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Interpreting Performance Indicators from a Statewide Integrated Transportation-Land Use Model

Listed author(s):
  • Johnston, Robert A.
  • Gao, Shengyi
  • McCoy, Michael C.
  • Abraham, John E.
Registered author(s):

    We are developing a statewide urban growth model for California. It will be run in iteration with the California statewide travel model to evaluate major transportation improvement scenarios, such as freeway widenings and high speed rail. In addition, we will evaluate land use policies intended to provide for more affordable housing and for habitat protection. This model is uniquely capable of providing performance measures for total travel, travel delay, mode shares, economic development, wages, economic welfare, economic equity, rents paid by households and firms, energy use in vehicles and buildings, greenhouse gas emissions, vehicular air pollution, loss of agricultural lands, habitat loss, and erosion potential. We propose a framework for interpreting all of these data, based on recent advances in the theory of well-being for persons and for nations.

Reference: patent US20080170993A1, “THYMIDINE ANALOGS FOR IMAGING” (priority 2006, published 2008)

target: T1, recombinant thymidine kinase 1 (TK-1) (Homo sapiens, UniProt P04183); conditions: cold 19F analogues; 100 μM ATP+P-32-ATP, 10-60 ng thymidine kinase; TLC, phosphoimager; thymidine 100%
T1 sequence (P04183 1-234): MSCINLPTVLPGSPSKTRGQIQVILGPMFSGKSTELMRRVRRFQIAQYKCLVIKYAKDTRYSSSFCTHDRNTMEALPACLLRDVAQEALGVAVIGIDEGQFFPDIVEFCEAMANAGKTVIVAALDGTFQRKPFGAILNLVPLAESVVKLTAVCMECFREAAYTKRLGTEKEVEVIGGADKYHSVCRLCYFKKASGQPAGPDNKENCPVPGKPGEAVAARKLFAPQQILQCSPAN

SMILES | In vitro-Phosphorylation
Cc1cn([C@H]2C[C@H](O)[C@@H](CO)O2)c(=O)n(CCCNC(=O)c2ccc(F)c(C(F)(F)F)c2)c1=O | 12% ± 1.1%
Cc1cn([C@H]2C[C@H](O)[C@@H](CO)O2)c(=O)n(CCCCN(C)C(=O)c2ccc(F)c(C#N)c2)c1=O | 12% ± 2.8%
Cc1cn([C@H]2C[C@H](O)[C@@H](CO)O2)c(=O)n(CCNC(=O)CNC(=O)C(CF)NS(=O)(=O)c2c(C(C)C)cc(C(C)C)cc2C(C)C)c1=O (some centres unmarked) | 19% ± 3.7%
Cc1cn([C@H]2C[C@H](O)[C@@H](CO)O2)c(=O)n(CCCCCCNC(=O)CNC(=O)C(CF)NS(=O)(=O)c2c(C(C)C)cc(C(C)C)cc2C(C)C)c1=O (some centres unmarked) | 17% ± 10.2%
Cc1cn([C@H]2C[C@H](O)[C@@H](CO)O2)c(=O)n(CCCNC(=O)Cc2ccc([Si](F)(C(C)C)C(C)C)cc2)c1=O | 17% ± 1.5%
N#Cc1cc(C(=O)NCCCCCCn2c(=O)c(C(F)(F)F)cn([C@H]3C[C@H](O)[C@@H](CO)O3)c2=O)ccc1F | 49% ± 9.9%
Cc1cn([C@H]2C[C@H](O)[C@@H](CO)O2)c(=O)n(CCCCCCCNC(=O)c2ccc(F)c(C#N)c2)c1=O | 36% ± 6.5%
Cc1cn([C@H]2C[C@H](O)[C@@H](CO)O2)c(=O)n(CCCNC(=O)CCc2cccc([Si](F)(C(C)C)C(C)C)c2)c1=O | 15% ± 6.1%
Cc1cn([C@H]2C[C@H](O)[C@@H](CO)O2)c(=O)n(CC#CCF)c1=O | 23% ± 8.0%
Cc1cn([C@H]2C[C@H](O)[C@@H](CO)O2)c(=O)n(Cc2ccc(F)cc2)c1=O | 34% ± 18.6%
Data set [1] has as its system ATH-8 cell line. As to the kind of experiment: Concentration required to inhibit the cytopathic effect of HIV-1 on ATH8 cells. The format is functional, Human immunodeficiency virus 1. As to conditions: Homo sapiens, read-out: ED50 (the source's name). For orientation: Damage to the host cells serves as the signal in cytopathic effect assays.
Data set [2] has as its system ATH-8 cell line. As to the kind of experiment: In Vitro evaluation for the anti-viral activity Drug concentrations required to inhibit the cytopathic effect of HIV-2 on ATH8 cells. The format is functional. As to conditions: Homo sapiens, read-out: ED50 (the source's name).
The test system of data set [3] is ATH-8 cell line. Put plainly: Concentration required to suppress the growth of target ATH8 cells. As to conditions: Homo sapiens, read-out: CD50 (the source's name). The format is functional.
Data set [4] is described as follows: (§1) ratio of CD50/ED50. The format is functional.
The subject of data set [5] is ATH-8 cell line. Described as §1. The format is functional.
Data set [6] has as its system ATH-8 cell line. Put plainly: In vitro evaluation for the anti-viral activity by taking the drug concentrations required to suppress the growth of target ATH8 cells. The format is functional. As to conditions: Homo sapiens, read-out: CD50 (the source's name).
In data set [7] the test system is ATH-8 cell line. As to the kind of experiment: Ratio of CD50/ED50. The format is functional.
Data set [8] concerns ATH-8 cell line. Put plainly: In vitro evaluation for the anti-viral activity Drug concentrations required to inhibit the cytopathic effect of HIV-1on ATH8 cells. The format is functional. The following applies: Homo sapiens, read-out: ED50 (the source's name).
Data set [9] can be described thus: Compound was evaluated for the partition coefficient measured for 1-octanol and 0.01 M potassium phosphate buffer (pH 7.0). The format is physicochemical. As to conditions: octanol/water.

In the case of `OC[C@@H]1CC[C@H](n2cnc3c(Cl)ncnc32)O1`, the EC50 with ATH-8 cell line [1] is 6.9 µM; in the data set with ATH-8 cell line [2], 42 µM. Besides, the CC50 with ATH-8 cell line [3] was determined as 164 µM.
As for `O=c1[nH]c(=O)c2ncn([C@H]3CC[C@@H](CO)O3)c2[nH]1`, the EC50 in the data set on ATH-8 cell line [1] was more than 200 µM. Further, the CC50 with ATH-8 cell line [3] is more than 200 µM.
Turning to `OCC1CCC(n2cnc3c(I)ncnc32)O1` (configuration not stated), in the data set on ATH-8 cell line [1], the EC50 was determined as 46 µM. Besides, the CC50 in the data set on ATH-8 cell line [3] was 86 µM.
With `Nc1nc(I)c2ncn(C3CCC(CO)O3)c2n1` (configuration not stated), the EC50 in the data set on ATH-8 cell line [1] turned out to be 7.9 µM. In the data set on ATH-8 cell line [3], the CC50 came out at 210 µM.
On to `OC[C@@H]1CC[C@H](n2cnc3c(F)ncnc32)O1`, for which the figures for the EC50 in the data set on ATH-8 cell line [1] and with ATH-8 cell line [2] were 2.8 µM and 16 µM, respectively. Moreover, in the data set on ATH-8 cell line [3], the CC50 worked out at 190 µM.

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    Paper provided by Institute of Transportation Studies, UC Davis in its series Institute of Transportation Studies, Working Paper Series with number qt2099z613.

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    Date of creation: 01 Sep 2007
    Handle: RePEc:cdl:itsdav:qt2099z613
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    2028 Academic Surge, One Shields Avenue, Davis, CA 95616

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    1. Hamilton, Kirk & Clemens, Michael, 1999. "Genuine Savings Rates in Developing Countries," World Bank Economic Review, World Bank Group, vol. 13(2), pages 333-356, May.
    2. Rodier, Caroline J. & Johnston, Robert A., 1998. "Method of Obtaining Consumer Welfare from Regional Travel Demand Models," University of California Transportation Center, Working Papers qt5vq4r0g7, University of California Transportation Center.
    3. Peter H. Lindert, 2003. "Why the Welfare State Looks Like a Free Lunch," NBER Working Papers 9869, National Bureau of Economic Research, Inc.
    4. Johnston, Robert A. & Rodier, Caroline J., 1998. "Regional Simulations of Highway and Transit ITS: Travel, Emissions, and Economic," University of California Transportation Center, Working Papers qt68g1c5gv, University of California Transportation Center.
    5. Richard Easterlin, 2005. "Diminishing Marginal Utility of Income? Caveat Emptor," Social Indicators Research: An International and Interdisciplinary Journal for Quality-of-Life Measurement, Springer, vol. 70(3), pages 243-255, February.
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